On the 17th, John Talbot met the French vanguard with a force of 1300 men-at-arms and mounted archers - he had outpaced the rest of his troops - and promptly fucked it up. At this point the fight had assuredly warned the French army of their presence, and Talbot knew this. He was confronted with two choices : either pressing his advantage and charging straight into the thick of it like a baller, or wait for reinforcement like a sane person. Deciding to stay true to himself -and seeing the cloud of dust coming from the East as a sign that the French were retreating- he and his men yelled a bit to get their blood pumping and marched on.
Little did they know that the cloud of dust was only caused by the sheer amount of camp followers leaving the French camp like as many elephants sensing a tsunami coming down on their stupid trunked face.
What followed was pretty stupid. With Talbot apparently refusing to call off the attack out of pride, and the English army only slowly catching up with its commander’s aggressive tactics, the Britons were torn apart with each cannon shot said to go through six of them. This only stopped when the Duke of Brittany and a thousand knights stomped over what was left of the offensive, and would have sent Talbot and his son running if not for the fact that both of them had been dead for quite some time, the old commander having had his horse shot from under him, pinning him down for a French archer to kill with an axe.


English casualties : 4000 dead, wounded or captured (40-66%)

French casualties : 100 dead or wounded (1-1.4%)

John Talbot dead, Henry VI mad and Charles VII on a roll led to the extinction of English rule in Southern France. Bordeaux surrendered after Jean bureau calmly told their ambassadors that he could raze the city in ten days if they continued sassing him. Angry nobles impoverished by these losses went on to be one of the factors leading to the War of the Roses, and other nobles in France would get hanged, quartered, and cut into small bits for forest critters to eat in a massive royal update on what “loyauté” means. At long last everything was right in Europe.
Except you know there was the fall of Constantinople but that’s no concern of mine.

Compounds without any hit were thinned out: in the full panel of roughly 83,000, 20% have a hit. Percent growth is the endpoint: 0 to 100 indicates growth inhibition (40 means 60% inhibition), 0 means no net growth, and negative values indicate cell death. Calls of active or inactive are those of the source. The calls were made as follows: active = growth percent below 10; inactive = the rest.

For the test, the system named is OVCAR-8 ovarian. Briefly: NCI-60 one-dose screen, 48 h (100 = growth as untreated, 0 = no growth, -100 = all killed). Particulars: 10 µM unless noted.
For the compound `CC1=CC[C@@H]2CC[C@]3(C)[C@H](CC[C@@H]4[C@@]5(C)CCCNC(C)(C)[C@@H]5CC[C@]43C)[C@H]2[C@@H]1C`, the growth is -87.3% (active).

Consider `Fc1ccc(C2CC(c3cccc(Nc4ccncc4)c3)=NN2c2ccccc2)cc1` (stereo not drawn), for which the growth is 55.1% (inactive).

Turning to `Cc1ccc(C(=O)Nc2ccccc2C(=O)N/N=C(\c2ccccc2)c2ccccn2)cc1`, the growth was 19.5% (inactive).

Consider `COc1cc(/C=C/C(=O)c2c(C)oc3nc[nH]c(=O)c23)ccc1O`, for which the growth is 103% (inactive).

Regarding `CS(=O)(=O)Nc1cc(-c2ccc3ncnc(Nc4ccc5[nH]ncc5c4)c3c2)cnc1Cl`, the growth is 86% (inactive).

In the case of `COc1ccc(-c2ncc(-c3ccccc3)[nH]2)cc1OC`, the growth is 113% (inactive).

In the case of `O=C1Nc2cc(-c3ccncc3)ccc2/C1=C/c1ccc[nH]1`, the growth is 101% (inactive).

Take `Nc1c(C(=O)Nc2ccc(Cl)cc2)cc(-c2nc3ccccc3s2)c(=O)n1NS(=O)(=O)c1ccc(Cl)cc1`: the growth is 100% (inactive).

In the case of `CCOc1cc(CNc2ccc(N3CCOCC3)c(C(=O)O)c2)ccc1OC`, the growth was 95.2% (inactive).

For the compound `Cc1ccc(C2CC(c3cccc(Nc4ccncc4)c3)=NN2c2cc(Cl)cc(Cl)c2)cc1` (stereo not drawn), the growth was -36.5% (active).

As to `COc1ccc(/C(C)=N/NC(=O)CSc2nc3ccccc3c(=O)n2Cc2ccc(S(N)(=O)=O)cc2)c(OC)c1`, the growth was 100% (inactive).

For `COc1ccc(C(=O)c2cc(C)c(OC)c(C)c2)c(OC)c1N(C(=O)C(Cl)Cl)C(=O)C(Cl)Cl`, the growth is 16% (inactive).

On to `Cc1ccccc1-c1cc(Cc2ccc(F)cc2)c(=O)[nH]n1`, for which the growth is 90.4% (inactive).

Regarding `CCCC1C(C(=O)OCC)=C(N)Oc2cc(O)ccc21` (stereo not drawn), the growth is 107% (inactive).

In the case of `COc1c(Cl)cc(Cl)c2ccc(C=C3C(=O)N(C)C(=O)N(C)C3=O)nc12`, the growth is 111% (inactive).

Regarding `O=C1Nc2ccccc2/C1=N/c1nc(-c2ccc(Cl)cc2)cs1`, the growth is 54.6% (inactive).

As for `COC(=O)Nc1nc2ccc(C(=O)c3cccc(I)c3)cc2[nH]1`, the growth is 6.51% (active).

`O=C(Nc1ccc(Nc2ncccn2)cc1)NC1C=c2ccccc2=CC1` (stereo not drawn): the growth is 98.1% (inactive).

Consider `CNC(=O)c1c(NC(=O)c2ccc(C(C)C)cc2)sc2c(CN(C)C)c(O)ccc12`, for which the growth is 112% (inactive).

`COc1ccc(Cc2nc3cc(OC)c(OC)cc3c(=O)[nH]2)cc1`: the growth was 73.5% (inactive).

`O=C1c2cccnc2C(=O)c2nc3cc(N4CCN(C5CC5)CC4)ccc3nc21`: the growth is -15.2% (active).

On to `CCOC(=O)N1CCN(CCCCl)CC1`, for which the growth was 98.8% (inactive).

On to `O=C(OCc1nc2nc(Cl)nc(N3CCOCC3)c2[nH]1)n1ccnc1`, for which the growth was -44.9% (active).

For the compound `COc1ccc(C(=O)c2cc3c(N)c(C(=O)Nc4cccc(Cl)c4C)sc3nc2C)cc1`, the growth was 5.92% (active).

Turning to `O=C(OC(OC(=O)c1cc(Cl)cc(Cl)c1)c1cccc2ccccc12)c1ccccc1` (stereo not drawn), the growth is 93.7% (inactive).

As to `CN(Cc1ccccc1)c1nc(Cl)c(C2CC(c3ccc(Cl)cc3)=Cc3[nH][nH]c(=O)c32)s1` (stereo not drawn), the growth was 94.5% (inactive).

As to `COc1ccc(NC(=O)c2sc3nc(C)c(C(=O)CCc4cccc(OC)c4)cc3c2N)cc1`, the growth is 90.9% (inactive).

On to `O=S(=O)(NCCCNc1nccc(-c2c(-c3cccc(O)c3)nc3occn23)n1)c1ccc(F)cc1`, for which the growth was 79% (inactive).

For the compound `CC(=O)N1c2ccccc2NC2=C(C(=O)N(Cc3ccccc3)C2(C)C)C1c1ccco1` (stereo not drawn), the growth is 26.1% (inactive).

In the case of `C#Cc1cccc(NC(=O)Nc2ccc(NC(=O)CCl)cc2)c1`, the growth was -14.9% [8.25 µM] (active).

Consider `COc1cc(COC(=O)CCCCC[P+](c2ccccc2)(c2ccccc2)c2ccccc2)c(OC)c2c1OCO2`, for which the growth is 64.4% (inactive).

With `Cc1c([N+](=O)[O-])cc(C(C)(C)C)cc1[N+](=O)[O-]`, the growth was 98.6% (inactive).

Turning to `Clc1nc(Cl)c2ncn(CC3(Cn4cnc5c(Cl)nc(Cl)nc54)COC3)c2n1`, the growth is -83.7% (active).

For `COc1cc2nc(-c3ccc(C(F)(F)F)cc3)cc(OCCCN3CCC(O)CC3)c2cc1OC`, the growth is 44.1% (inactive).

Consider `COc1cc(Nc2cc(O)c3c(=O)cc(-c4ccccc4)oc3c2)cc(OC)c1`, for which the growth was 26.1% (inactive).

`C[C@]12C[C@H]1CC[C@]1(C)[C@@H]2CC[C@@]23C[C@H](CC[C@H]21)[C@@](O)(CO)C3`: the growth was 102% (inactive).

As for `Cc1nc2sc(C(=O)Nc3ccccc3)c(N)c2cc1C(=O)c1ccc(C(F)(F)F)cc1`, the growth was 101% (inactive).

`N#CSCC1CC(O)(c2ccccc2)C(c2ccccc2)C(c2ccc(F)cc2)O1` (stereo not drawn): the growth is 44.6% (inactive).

May 22nd 1455: First Battle of St. Albans

On this day in 1455, the Wars of the Roses began with the First Battle of St Albans in Hertfordshire, England. The wars were fought between the rival branches of the royal House of Plantagenet who were competing for the English throne: the houses of Lancaster and York. The First Battle of St Albans resulted in Yorkist victory, with Richard, Duke of York defeating the Lancastrians (led by Edmund, Duke of Somerset) and capturing King Henry VI. The wars continued until 1485 and led to the founding of the Tudor dynasty, as the Lancastrian Henry Tudor (Henry VII) defeated the last Yorkist King Richard III and married a Yorkist. Richard III was killed at the Battle of Bosworth in 1485, and his remains were only found in 2012 under a car park in Leicester; in 2015 the last Plantagenet King was ceremoniously reburied, 530 years after his death.


Queens of England 1445-1603

“Life is very beautiful”

I’ve seen often the pain that Queens suffer giffed and edited but rarely do we see them edited as happy. While yes being Queen made their lives harder they also experienced great moments of joy as well. We should remember their happiness as well.

Margaret of Anjou- Queen Consort- 1445- 1461 and again from 1470-1471

Elizabeth Woodville- Queen Consort- 1464-1470 and again from 1471-1483

Anne Neville- Queen Consort 1483-1485

Elizabeth of York- Queen Consort- 1486-1503

Catherine of Aragon- Queen Consort 1509-1533

Anne Boleyn- Queen Consort 1533-1536

Jane Seymour Queen Consort 1536-1537